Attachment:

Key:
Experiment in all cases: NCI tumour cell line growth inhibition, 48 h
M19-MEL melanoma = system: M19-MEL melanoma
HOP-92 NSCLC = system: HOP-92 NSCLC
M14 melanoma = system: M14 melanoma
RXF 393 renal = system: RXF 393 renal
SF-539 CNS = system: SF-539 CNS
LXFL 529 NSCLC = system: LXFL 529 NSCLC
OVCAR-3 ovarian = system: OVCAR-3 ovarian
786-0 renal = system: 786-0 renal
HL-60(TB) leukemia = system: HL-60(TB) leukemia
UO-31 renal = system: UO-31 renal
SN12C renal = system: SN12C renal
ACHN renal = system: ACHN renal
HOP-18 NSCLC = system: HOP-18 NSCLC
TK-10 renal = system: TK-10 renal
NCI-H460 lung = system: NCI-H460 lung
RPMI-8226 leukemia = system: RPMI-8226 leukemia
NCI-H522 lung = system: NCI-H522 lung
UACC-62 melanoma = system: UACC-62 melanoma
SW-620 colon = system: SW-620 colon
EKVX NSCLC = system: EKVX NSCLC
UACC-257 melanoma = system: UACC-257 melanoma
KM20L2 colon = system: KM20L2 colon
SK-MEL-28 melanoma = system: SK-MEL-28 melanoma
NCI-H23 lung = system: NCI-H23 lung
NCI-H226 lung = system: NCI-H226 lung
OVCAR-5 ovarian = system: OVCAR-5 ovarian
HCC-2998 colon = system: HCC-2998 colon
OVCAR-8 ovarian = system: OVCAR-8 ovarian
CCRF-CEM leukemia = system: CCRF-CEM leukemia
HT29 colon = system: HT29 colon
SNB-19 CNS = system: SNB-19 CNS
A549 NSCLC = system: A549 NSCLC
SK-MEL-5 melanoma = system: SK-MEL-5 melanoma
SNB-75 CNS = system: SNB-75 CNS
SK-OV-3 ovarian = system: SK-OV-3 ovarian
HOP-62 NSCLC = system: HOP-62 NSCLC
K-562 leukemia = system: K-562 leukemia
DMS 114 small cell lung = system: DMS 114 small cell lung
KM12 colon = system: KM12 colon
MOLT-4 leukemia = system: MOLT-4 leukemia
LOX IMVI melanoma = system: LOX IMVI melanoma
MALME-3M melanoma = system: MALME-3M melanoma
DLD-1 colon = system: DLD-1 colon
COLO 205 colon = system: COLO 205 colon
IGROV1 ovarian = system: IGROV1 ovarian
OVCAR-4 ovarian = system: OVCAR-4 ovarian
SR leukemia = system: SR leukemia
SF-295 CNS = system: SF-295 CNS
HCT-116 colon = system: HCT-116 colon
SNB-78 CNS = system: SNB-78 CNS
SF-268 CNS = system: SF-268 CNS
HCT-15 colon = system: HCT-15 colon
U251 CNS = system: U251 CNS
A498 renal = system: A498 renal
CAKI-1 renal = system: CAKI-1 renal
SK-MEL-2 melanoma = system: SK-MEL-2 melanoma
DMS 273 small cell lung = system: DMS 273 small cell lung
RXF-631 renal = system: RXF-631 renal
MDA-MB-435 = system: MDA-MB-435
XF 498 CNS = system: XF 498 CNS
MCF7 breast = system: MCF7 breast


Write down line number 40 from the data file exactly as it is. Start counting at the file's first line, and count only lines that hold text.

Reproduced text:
DMS 114 small cell lung = system: DMS 114 small cell lung